Normally discovery rulings and evidentiary ruling are subject to review for abuse of discretion. Here, however, Blue Cross benefited from a de novo standard, because the basis for the trail court’s rulings — its conclusion that the evidence was irrelevant — is an “analysis of the substantive law governing the case,” making it a legal issue subject to independent review.

The abuse of discretion standard is full of nuance. Don’t let it automatically discourage you from pursuing an appeal. Instead, consider the actual error to be asserted to see if it comes within independent review.

The Court of Appeal and the Supreme Court as courts of first resort?

Well, this is unusual. We usually refer to the Court of Appeal and Supreme Court as “reviewing courts” because they review the decisions of lower courts. But yesterday’s decision in Disenhouse v. Peevey, case no. D063799 (4th Dist. June 3, 2014) discloses a rare instance in which either of these courts is the court of first resort.

The Public Utilities Commission allegedly refused to allow the plaintiff to attend a commission meeting because of plaintiff’s affiliation with the Sierra Club. She sued in superior court to enjoin the meeting, on the ground that her exclusion violated the Bagley-Keene Open Meeting Act, then filed an ex parte application for a mandatory injunction requiring the commission to open the meeting to the public. The trial court held that it lacked jurisdiction and dismissed the complaint.

On appeal, the Fourth District, Division One, holds that the complaint was properly dismissed for lack of jurisdiction. The Open Meeting Act requires meetings of state bodies to be open to the public, and Government Code section 11130 provides that “any interested person may commence an action by mandamus,injunction, or declaratory relief for the purpose of stopping or preventing violations or threatened violations of [the Act].” But the California Constitution, at article XII, section 5, “confers plenary power on the Legislature to ‘establish the manner and scope of review of commission action in a court of record’ [citation],” and  the legislature did so in Public Utilities Code section 1759, which gives only the Supreme Court and the court of appeal “jurisdiction to review, reverse, correct, or annul any order or decision of the commission or to suspend or delay the execution or operation thereof, or to enjoin, restrain, or interfere with the commission in the performance of its official duties[.]”

The court notes there is no real conflict between the Open Meeting Act and the Public Utilities Code provisions. They can be read harmoniously because the Open Meeting Act makes mandamus a means of enforcing the Act, and the Public Utilities Code authorizes a mandamus action to be brought in the court of appeal or Supreme Court.

A substantial evidence argument works on appeal

Substantial evidence challenges don’t succeed very often on appeal, so I sat up and took notice when I saw a successful challenge to the sufficiency of the evidence in today’s decision in Martinez v. County of Ventura, case no. B244776 (2d. Dist April 8. 2014). The Court of Appeal reverses a judgment for the public agency defendant that had successfully asserted a design immunity defense at trial to avoid liability for a defectively dangerous roadside condition that contributed to the plaintiff’s injuries. The burden of proof was on the county to establish that they had made a discretionary design decision in installing the type of roadside drain at issue. However, they were unable to produce any plans for the type of drain involved or any evidence that someone with discretionary authority had actually approved the design.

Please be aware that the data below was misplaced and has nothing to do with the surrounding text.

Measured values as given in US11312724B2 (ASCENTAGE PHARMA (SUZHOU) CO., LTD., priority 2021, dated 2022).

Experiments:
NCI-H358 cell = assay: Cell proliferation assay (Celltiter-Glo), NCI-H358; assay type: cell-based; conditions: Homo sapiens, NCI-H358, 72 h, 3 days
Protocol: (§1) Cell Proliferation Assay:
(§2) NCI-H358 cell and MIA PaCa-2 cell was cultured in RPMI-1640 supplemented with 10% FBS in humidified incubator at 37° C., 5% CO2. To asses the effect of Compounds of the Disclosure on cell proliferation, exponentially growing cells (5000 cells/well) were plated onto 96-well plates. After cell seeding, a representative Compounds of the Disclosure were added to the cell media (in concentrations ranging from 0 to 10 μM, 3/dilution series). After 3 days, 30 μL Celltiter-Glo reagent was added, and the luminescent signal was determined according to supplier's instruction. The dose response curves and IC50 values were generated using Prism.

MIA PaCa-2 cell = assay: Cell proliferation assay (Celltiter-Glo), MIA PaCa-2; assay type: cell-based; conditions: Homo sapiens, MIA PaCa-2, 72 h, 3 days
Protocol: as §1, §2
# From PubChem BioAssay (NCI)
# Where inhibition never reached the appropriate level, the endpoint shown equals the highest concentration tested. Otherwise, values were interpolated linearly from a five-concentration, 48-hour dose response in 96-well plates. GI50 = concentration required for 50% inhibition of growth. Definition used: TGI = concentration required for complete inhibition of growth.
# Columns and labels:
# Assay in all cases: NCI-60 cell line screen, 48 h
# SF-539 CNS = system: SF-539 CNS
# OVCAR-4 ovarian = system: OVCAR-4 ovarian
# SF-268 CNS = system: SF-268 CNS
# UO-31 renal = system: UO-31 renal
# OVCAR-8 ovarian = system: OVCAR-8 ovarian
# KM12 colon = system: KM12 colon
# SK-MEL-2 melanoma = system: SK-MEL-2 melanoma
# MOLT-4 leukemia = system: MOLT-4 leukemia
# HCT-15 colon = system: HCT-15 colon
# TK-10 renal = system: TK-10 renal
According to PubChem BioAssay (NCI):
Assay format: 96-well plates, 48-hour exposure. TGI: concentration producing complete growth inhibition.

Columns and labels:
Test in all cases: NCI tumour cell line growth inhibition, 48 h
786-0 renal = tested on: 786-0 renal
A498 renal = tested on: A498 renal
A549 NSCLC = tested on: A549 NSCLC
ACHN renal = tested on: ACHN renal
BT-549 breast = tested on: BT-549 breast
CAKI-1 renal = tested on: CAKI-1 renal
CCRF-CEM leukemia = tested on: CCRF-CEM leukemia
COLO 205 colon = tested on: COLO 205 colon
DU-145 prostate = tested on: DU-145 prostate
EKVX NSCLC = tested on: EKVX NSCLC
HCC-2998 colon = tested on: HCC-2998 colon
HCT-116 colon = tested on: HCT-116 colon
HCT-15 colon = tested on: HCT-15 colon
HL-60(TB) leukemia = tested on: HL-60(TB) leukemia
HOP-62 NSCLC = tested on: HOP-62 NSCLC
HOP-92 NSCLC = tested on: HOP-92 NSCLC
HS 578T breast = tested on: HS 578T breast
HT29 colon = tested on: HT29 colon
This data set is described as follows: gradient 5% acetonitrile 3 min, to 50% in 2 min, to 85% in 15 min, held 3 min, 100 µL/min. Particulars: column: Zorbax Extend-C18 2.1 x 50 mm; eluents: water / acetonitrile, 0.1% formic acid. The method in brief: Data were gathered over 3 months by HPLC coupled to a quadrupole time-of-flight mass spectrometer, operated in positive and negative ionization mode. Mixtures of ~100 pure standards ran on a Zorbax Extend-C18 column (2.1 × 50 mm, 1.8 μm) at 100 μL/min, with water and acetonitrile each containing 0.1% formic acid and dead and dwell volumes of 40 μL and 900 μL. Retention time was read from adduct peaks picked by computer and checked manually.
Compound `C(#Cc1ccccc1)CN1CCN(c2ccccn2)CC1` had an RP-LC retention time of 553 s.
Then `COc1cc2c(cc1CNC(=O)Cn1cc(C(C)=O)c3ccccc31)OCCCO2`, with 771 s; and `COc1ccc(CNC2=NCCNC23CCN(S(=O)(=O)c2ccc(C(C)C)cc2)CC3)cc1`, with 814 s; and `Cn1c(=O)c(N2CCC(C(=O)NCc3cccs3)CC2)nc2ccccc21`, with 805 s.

The substantial evidence standard my not require much evidence to affirm a judgment, but it requires enough that a rational factfinder could reasonably reach the conclusion supporting the judgment. Here, “[t]he evidence showed that the maintenance workers simply built and installed the drains in the field as they saw the need for them.”  A county official testified that he had approved the design, but that county did not have discretionary authority under the law, nor was there any evidence that the official that did have discretionary authority had delegated any authority to the testifying official.

Too many parties (and, unfortunately, even some lawyers) do not understand the substantial evidence standard of review. (That’s a subject for another post.) Some write it off from consideration because it is usually very difficult to win. But Martinez reminds us that the argument should not be overlooked just because it is usually difficult.

What happens when standards of review collide?

Sometimes . . . nothing. As in Pielstick v. MidFirst Bank, case no. B247106 (2d Dist. Mar 26, 2014), in which the court was asked to reverse the trial court’s refusal to allow a plaintiff to voluntarily dismiss his suit after the hearing on demurrers had begun. First issue: what standard of review applies?

There is some conflicting authority as to the appropriate standard of review for a request to voluntarily dismiss a case pursuant to section 581. The majority of cases apply a de novo standard, reviewing the issue as a matter of law where it involves the application of undisputed facts to the statute. [Citations.]